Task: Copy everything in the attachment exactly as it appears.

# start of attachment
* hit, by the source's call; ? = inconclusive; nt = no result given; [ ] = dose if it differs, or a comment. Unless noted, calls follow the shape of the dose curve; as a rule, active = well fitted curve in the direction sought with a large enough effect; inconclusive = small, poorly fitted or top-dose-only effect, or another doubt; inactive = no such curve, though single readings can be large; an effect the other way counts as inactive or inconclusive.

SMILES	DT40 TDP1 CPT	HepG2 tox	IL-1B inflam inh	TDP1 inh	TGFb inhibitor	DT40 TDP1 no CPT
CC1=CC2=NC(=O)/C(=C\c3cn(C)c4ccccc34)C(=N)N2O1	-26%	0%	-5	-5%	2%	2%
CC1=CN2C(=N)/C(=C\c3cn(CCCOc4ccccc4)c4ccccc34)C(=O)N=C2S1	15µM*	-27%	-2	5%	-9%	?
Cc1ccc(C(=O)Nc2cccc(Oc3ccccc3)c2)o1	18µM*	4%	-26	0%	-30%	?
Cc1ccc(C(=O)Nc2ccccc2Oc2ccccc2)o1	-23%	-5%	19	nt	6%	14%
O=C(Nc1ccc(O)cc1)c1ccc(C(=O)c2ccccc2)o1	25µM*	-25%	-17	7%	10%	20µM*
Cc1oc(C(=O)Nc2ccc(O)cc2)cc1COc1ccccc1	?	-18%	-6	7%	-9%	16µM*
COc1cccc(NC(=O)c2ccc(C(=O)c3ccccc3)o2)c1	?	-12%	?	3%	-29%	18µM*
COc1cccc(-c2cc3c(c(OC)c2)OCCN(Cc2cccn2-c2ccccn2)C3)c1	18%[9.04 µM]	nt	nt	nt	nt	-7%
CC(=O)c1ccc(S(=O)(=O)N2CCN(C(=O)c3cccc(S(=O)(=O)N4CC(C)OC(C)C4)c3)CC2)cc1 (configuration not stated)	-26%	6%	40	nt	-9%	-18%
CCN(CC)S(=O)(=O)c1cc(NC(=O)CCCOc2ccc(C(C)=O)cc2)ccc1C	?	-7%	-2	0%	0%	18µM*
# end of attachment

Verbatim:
* hit, by the source's call; ? = inconclusive; nt = no result given; [ ] = dose if it differs, or a comment. Unless noted, calls follow the shape of the dose curve; as a rule, active = well fitted curve in the direction sought with a large enough effect; inconclusive = small, poorly fitted or top-dose-only effect, or another doubt; inactive = no such curve, though single readings can be large; an effect the other way counts as inactive or inconclusive.

SMILES	DT40 TDP1 CPT	HepG2 tox	IL-1B inflam inh	TDP1 inh	TGFb inhibitor	DT40 TDP1 no CPT
CC1=CC2=NC(=O)/C(=C\c3cn(C)c4ccccc34)C(=N)N2O1	-26%	0%	-5	-5%	2%	2%
CC1=CN2C(=N)/C(=C\c3cn(CCCOc4ccccc4)c4ccccc34)C(=O)N=C2S1	15µM*	-27%	-2	5%	-9%	?
Cc1ccc(C(=O)Nc2cccc(Oc3ccccc3)c2)o1	18µM*	4%	-26	0%	-30%	?
Cc1ccc(C(=O)Nc2ccccc2Oc2ccccc2)o1	-23%	-5%	19	nt	6%	14%
O=C(Nc1ccc(O)cc1)c1ccc(C(=O)c2ccccc2)o1	25µM*	-25%	-17	7%	10%	20µM*
Cc1oc(C(=O)Nc2ccc(O)cc2)cc1COc1ccccc1	?	-18%	-6	7%	-9%	16µM*
COc1cccc(NC(=O)c2ccc(C(=O)c3ccccc3)o2)c1	?	-12%	?	3%	-29%	18µM*
COc1cccc(-c2cc3c(c(OC)c2)OCCN(Cc2cccn2-c2ccccn2)C3)c1	18%[9.04 µM]	nt	nt	nt	nt	-7%
CC(=O)c1ccc(S(=O)(=O)N2CCN(C(=O)c3cccc(S(=O)(=O)N4CC(C)OC(C)C4)c3)CC2)cc1 (configuration not stated)	-26%	6%	40	nt	-9%	-18%
CCN(CC)S(=O)(=O)c1cc(NC(=O)CCCOc2ccc(C(C)=O)cc2)ccc1C	?	-7%	-2	0%	0%	18µM*